Like nothing you’ve ever seen
Some of us here, at the editor's office drive super rare vintage cars like others buy loo paper. Alas, I am not one of them (I'm looking at you, Csikos). For me, the chance to get behind the wheels of a 604 is a life-long dream comes true. I love this car, nimble yet chubby, proud to be boxy but not in a Volvo way. This is a blithe French car, an iron curtain blowing playfully in the wind. A Pininfarina masterpiece, no doubt. I remember drooling over one of these as I was riding the night tram home in the early 90's. It was used as a taxi cab and I fell in love with it. A diesel one, most probably. I recall all my girlfriends at that time had to endure my ravings about this car as we paced the streets at night. Look at that shape: it may be obsolete now but the French have forgotten how to build a proper full size sedan. The 605, a successor of some sorts, is but a sorry excuse for a large car. It's like an Irish pub in Eastern Europe with bricks molded from drywall, versus the Brazen Head in Dublin. No competition, really.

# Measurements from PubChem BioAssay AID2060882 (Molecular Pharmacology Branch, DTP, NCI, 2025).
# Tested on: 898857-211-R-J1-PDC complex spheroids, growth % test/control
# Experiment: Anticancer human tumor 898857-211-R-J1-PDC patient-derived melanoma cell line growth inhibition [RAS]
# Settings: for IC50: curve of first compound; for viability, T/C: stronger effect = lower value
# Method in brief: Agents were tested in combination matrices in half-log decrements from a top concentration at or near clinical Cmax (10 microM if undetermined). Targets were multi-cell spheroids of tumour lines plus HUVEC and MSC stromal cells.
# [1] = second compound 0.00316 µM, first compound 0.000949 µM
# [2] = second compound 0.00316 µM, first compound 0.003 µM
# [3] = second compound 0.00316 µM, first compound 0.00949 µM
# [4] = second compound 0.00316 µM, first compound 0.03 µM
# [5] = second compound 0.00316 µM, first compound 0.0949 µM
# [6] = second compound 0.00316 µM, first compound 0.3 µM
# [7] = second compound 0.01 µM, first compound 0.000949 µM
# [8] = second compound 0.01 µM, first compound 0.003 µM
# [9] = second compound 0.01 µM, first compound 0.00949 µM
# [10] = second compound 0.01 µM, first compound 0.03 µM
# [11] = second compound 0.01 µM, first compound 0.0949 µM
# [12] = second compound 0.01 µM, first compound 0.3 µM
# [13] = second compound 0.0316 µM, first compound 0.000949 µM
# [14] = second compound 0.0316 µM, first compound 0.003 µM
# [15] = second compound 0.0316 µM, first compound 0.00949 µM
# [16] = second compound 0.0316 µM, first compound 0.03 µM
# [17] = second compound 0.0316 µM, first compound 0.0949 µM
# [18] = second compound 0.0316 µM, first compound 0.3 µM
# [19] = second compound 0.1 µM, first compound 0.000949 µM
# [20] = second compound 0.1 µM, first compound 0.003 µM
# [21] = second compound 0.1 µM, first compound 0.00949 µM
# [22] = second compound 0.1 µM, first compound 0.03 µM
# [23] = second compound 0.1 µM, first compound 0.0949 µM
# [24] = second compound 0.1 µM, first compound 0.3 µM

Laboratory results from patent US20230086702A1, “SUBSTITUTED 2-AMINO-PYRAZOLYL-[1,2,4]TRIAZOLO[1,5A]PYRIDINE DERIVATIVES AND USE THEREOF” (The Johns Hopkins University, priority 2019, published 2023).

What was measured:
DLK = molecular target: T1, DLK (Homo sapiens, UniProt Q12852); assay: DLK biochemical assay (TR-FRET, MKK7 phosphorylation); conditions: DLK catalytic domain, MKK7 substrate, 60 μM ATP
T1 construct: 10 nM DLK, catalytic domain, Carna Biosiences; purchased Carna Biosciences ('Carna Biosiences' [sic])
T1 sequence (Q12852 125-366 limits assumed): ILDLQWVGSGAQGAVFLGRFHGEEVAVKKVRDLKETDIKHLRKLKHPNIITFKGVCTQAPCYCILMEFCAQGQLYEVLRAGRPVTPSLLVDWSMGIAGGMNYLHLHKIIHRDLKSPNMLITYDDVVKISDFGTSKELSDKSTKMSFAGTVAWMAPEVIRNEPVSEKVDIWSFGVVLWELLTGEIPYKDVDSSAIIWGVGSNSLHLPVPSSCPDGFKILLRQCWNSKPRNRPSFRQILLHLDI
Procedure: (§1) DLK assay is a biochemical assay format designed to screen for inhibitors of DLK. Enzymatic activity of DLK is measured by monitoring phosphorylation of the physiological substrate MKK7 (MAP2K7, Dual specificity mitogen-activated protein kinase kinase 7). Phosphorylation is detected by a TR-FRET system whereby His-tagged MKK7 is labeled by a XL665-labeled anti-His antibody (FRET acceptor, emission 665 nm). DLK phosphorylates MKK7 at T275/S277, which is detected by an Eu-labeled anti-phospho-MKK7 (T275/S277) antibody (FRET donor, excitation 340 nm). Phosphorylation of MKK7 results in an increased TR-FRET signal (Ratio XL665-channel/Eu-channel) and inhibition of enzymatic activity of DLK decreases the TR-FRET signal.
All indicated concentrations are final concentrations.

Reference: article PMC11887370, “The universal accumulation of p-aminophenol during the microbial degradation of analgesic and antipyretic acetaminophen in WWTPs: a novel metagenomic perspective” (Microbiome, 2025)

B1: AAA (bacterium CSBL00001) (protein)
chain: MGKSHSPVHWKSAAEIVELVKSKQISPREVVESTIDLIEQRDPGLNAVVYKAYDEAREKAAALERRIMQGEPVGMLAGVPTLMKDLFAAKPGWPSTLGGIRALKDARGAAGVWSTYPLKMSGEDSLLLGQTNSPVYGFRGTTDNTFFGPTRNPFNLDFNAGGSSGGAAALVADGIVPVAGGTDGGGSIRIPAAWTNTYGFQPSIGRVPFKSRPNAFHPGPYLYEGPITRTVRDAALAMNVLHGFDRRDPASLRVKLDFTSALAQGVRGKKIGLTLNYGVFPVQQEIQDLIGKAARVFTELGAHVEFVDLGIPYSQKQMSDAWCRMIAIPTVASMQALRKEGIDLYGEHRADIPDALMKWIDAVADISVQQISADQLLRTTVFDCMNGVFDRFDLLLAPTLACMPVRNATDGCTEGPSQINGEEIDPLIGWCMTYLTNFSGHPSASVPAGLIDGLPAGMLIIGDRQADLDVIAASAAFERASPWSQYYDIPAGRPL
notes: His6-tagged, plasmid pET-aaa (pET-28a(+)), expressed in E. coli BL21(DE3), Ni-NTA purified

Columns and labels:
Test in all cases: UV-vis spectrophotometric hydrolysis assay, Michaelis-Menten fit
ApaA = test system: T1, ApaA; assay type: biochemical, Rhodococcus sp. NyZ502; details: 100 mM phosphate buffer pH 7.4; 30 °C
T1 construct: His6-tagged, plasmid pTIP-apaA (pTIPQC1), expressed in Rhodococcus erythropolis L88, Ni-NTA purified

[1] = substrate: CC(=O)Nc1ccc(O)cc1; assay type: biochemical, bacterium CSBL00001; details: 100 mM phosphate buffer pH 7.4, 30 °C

Standing in front of a 604 with the keys in my hand and a permission to drive I still had to pinch myself hard to see if this was real. There is no such thing as a 604 anymore. In a market as vast as Germany I could only find three cars for sale, one in a hopeless state of decay and two others going for a price too high to see from the clouds. Which practically means the 604 is non-existent, all gone like its cousin, the Talbot Tagora. But here in the town of Sochaux, population 4500, I found just as many 604's. There was one in a dealership, on sale for €3500, another one parked just outside the Peugeot museum, going for under €5000, and this one, my dream ride to be – strictly not for sale.